The first explosive play in the Rose Bowl this year (video) from TCU was Double Pivot Y and is a perfect example of what the running back on a linebacker matchup looks like.
PORSCHE (trips to the boundary)
This is TCU’s way to matchup with teams that are just better than they are by using rubs and leverage in the quick game. This cheap 3-step concept premised entirely on featuring a backside split receiver to the field. The backside receiver can be featured in whatever route he runs well (hitch, fade, speed out, etc), but commonly will run the slant because of its simplicity.
Fuente will run this out of 3x1 or 3x2, with the rationale being coverage will either be rolled to the 3 receiver side (away from the featured receiver) or be deficient in numbers against trips. As most defenses will respect the 3 receivers, with a single receiver split to the field, the space created provides a clear path to the ball/throw.
At presnap, the quarterback will qualify the receiver split to the field (is this throw viable? Is there an overhang defender in the path of this throw).
If there is no overhang defender and the corner has a sizeable cushion on the receiver, this is the throw the quarterback will make. If there is no overhang defender and no safety over the top and the corner is tight, the route will be converted to sluggo. If it is a press corner with a safety over the top (Cover 2), then the quarterback will work to the trips side as the defensive numbers cannot support covering 3 receivers into the boundary.
The 3x2 version of this includes an inside receiver to help divert the alley defender (having the #2 receiver immediately break inside across the face of the defender) away from the slant.
If the field receiver is disqualified, the quarterback simply diverts his attention to the curl-flat combo in trips. The trips combo features a hitch by #1, a hunt/In route (6 yards over the ball) by #2, and a flat by #3, into the boundary. They can achieve this look in many different ways and often times with motion to the trips with zone-read play action. Into trips is just a defender read over the #2 receiver;
- If the boundary linebacker still hangs and doesn’t chase the IN, then the curl is not open (throw the In route)
- If the boundary LB chases the flat, the curl is open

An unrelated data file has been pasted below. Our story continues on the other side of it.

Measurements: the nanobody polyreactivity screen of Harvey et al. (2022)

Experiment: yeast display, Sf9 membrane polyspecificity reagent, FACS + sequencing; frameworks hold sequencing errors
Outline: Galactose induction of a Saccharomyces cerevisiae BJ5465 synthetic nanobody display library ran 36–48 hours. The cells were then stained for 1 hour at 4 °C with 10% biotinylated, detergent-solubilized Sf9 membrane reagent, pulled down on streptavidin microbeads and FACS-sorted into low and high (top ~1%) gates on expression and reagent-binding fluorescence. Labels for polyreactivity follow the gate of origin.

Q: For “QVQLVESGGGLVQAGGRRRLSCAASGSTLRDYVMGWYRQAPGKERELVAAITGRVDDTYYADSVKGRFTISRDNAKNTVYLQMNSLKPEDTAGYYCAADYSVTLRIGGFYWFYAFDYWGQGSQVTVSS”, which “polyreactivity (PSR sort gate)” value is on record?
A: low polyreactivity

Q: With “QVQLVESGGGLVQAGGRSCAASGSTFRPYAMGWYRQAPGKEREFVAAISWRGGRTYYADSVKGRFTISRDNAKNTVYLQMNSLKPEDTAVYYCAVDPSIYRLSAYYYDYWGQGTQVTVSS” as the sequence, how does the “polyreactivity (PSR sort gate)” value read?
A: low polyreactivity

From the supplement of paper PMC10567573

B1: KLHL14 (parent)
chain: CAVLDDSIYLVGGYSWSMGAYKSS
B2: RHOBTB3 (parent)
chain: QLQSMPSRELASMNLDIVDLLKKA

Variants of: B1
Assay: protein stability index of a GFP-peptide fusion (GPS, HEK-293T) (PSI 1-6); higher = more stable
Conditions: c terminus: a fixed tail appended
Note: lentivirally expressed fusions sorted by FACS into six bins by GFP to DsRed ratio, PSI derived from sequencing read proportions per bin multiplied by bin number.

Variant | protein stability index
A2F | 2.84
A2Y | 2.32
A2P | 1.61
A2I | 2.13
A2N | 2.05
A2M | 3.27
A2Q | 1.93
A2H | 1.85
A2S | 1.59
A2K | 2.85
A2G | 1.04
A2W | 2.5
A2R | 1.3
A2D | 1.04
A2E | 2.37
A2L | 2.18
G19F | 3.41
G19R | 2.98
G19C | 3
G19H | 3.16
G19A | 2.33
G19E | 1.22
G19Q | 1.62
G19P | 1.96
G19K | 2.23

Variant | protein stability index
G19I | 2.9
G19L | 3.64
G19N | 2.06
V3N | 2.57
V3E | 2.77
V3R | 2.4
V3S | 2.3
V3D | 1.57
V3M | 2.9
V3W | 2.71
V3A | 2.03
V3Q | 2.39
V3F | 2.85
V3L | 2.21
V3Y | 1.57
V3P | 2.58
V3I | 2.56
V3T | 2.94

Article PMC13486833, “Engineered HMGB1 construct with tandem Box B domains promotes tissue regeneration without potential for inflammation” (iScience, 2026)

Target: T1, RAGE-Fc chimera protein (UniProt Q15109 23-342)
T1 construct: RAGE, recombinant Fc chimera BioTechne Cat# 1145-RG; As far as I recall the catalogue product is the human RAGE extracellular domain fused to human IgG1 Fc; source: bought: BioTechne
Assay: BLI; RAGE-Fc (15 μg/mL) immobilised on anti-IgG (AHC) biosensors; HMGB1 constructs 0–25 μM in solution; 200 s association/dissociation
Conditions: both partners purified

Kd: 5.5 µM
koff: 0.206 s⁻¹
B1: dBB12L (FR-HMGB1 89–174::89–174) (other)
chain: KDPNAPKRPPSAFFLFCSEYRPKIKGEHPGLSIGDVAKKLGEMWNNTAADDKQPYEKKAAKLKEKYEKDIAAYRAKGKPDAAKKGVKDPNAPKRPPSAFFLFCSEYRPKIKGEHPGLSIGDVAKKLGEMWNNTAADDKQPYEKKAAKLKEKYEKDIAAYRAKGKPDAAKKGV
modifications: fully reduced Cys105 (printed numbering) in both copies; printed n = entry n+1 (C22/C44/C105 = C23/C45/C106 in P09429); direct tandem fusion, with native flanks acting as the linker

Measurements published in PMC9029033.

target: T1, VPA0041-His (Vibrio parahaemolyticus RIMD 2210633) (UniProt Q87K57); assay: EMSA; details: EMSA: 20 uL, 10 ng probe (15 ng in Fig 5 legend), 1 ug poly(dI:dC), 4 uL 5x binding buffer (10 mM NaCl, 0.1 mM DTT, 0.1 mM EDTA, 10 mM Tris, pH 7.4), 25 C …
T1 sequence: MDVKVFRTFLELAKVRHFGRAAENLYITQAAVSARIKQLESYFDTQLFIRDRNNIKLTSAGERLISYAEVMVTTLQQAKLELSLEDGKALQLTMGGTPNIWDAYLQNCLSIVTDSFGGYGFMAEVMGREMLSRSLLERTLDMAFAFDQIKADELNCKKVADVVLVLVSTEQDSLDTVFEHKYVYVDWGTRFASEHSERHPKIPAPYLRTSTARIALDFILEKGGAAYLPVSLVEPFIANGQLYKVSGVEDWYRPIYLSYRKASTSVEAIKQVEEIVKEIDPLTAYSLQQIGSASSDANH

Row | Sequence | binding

While not a successful play in the video provided, as you can see, its just a simple read off the cushion of the defender over #1 to the field. With as much distance established with the split receiver, there won’t be anything to challenge the short-inside throw (slant).
The “cheetos” play is very similar to how many spread teams are using the quarterback as a between-the-tackles runner (Dash), when the passer isn’t the most gifted ball carrier. In 2009, Fuente called this play 40 times for a total of 400 yards. This play developed by mistaken (much like zone-read) and actually works better when your offensive line is struggling with blocking stretch. This is simply a 3x1 (power) zone read, “run backwards”. The back will run his stretch course (aiming at the hip of the tight end), but the offensive line will block power. This action provides a dual-threat, optioning off the playside defensive end.
- If the DE gets upfield, the QB goes upfield (keep)
- If the DE squats or squeezes, the QB gives
Where the defense comes in conflict is not just the defense end (C gap defender), but also the safety. Because the horizontal stretch becomes so great (one true inside threat plus a wide perimeter threat), the alley defender can be put into a bind as to the proper path to take on this action.
The beauty of this play is that there really are no additional concepts to be taught to the players (you’re just combining power and stretch) and it can be applied to Wildcat looks simply by changing the player taking the snap. The offensive line will simply down block into their inside gap-track, with the backside guard pulling for the playside linebacker (he’ll end up picking up the first man that shows on give).